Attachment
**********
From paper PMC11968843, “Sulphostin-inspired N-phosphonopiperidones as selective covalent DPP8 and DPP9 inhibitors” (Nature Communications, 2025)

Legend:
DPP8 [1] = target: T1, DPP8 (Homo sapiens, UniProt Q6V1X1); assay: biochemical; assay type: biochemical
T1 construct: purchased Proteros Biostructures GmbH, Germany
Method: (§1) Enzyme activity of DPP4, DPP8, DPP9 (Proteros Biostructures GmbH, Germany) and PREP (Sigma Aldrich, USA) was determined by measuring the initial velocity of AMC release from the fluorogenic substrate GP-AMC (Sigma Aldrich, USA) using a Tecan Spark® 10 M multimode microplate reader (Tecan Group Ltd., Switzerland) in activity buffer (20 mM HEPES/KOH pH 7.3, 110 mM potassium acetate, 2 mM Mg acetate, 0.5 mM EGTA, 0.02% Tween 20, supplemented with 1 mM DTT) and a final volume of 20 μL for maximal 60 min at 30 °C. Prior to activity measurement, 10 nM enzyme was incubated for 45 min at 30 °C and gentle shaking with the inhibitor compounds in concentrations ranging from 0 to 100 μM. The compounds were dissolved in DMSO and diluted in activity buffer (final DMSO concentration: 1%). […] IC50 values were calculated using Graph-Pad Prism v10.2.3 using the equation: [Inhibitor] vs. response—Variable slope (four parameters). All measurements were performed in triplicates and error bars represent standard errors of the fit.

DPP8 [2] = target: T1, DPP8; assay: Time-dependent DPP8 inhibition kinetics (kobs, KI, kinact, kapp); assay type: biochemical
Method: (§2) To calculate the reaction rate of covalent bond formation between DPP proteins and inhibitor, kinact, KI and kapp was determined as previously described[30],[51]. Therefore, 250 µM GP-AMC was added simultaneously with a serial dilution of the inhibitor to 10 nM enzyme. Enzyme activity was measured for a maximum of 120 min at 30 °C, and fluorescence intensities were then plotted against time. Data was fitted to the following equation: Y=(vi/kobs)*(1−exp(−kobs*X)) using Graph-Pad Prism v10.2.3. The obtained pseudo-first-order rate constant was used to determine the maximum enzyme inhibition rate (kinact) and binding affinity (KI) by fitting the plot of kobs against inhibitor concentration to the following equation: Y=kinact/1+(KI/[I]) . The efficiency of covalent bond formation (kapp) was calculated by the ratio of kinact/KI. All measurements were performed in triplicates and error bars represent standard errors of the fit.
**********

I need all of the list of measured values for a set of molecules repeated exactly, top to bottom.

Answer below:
From paper PMC11968843, “Sulphostin-inspired N-phosphonopiperidones as selective covalent DPP8 and DPP9 inhibitors” (Nature Communications, 2025)

Legend:
DPP8 [1] = target: T1, DPP8 (Homo sapiens, UniProt Q6V1X1); assay: biochemical; assay type: biochemical
T1 construct: purchased Proteros Biostructures GmbH, Germany
Method: (§1) Enzyme activity of DPP4, DPP8, DPP9 (Proteros Biostructures GmbH, Germany) and PREP (Sigma Aldrich, USA) was determined by measuring the initial velocity of AMC release from the fluorogenic substrate GP-AMC (Sigma Aldrich, USA) using a Tecan Spark® 10 M multimode microplate reader (Tecan Group Ltd., Switzerland) in activity buffer (20 mM HEPES/KOH pH 7.3, 110 mM potassium acetate, 2 mM Mg acetate, 0.5 mM EGTA, 0.02% Tween 20, supplemented with 1 mM DTT) and a final volume of 20 μL for maximal 60 min at 30 °C. Prior to activity measurement, 10 nM enzyme was incubated for 45 min at 30 °C and gentle shaking with the inhibitor compounds in concentrations ranging from 0 to 100 μM. The compounds were dissolved in DMSO and diluted in activity buffer (final DMSO concentration: 1%). […] IC50 values were calculated using Graph-Pad Prism v10.2.3 using the equation: [Inhibitor] vs. response—Variable slope (four parameters). All measurements were performed in triplicates and error bars represent standard errors of the fit.

DPP8 [2] = target: T1, DPP8; assay: Time-dependent DPP8 inhibition kinetics (kobs, KI, kinact, kapp); assay type: biochemical
Method: (§2) To calculate the reaction rate of covalent bond formation between DPP proteins and inhibitor, kinact, KI and kapp was determined as previously described[30],[51]. Therefore, 250 µM GP-AMC was added simultaneously with a serial dilution of the inhibitor to 10 nM enzyme. Enzyme activity was measured for a maximum of 120 min at 30 °C, and fluorescence intensities were then plotted against time. Data was fitted to the following equation: Y=(vi/kobs)*(1−exp(−kobs*X)) using Graph-Pad Prism v10.2.3. The obtained pseudo-first-order rate constant was used to determine the maximum enzyme inhibition rate (kinact) and binding affinity (KI) by fitting the plot of kobs against inhibitor concentration to the following equation: Y=kinact/1+(KI/[I]) . The efficiency of covalent bond formation (kapp) was calculated by the ratio of kinact/KI. All measurements were performed in triplicates and error bars represent standard errors of the fit.